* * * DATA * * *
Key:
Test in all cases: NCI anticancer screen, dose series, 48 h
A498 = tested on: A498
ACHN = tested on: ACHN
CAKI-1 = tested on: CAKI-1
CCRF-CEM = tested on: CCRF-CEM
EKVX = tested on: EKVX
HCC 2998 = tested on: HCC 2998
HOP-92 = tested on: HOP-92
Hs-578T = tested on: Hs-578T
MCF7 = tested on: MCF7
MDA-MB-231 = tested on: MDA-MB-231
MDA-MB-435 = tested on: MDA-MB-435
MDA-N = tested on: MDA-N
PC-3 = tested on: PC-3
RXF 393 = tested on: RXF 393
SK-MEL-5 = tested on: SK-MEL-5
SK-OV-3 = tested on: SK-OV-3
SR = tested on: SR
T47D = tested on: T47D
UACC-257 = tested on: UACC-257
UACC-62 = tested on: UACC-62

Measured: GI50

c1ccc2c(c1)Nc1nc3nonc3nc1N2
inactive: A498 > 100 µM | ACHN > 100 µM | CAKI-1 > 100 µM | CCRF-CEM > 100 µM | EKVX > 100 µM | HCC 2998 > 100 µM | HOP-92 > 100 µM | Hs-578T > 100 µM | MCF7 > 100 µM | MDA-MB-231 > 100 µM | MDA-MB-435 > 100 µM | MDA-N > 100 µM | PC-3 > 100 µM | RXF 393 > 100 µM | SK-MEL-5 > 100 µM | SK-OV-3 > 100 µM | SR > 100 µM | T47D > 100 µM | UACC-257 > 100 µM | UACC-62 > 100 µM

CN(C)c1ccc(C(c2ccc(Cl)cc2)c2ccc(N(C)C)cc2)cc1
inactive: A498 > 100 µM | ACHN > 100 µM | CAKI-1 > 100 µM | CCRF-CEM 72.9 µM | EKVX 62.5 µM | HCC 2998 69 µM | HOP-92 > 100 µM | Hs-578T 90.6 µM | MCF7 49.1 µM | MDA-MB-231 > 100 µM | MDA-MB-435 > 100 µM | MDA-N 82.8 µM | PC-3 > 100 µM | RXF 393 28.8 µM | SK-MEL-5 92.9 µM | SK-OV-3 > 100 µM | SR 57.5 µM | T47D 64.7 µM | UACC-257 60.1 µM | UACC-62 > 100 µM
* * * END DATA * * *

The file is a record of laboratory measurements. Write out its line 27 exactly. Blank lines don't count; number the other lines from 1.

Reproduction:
inactive: A498 > 100 µM | ACHN > 100 µM | CAKI-1 > 100 µM | CCRF-CEM 72.9 µM | EKVX 62.5 µM | HCC 2998 69 µM | HOP-92 > 100 µM | Hs-578T 90.6 µM | MCF7 49.1 µM | MDA-MB-231 > 100 µM | MDA-MB-435 > 100 µM | MDA-N 82.8 µM | PC-3 > 100 µM | RXF 393 28.8 µM | SK-MEL-5 92.9 µM | SK-OV-3 > 100 µM | SR 57.5 µM | T47D 64.7 µM | UACC-257 60.1 µM | UACC-62 > 100 µM